'It's not just something that's for the pandemic'
The ways Verzuz has gathered people and created a shared community have also been profound.
"The world is on fire," Kennedy said. "Everything right now points to how hard it is to be Black and brown in this country, and to have this moment of celebration and just so much pure joy that comes with this has been remarkable."
While many people may have been introduced to Verzuz during the pandemic, Swizz said, "it's not just something that's for the pandemic."
"It's something that's for the culture," he said. "And it's something that we should've been doing a long time ago — which is celebrating each other."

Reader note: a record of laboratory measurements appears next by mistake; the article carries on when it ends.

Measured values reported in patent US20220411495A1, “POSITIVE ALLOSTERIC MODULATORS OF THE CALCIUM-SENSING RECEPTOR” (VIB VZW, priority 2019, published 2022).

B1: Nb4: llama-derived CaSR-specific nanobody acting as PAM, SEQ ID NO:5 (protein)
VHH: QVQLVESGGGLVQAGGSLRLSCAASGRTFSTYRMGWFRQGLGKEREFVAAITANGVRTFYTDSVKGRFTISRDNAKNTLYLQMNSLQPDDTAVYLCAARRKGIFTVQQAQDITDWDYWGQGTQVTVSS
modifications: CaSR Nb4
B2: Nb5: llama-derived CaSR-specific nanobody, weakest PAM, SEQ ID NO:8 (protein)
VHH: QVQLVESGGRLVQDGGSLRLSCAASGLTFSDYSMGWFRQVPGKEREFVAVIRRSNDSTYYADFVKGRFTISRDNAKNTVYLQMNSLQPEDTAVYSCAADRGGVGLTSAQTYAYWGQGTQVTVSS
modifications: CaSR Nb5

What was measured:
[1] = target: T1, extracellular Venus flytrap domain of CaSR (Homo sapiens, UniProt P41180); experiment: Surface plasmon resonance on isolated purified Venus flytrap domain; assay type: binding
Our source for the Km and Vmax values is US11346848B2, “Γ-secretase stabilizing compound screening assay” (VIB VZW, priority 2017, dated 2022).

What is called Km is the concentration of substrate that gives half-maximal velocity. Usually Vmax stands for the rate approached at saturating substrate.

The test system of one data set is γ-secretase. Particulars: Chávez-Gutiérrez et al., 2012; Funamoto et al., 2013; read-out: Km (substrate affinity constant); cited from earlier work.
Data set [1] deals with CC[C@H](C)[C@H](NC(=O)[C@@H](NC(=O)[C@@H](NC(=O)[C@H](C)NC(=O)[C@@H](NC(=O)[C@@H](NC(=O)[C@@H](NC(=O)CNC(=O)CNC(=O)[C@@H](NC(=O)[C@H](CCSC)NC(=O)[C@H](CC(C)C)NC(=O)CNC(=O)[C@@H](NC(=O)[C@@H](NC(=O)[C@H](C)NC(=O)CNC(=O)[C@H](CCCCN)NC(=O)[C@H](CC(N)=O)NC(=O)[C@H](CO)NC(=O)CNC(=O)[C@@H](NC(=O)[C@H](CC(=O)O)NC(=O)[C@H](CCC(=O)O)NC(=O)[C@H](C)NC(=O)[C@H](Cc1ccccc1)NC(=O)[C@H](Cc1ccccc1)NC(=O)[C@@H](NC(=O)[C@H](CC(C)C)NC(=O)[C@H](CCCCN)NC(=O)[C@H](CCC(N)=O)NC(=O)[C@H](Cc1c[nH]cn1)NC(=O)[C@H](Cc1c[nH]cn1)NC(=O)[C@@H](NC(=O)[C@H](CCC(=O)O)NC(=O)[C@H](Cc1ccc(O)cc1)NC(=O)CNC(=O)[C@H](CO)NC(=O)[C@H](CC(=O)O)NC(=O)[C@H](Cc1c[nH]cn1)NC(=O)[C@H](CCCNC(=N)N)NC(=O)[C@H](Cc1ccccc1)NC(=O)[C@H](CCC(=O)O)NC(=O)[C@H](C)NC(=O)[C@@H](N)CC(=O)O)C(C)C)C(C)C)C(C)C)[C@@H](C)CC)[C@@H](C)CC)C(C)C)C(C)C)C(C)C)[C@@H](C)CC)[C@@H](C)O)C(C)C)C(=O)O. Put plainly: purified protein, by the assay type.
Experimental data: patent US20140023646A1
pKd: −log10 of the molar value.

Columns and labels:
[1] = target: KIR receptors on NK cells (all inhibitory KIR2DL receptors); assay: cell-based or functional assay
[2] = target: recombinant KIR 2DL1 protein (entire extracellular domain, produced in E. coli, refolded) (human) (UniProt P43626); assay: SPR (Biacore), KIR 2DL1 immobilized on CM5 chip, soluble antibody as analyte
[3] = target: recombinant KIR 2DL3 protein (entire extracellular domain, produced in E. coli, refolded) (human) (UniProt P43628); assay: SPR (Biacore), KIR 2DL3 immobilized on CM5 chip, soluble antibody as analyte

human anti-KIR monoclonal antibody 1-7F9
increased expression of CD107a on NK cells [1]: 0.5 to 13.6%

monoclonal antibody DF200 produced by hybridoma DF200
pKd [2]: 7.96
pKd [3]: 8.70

Swizz said he and Timbaland plan to expand Verzuz to other genres.
"I think that what they've been doing with this is so phenomenal, there's a million other ways that they could go about it," Kennedy said. "They could start doing pop. They could do Latin. They never explicitly said this is only something for Black music, this is only something for Black people. So I think there's lots of opportunity for them to go in lots of different directions."
None of those plans involve moving Verzuz from Instagram, Swizz said.
"As far as enhancing and adding experiences that people are probably not thinking about that would be great, of course — we're innovators."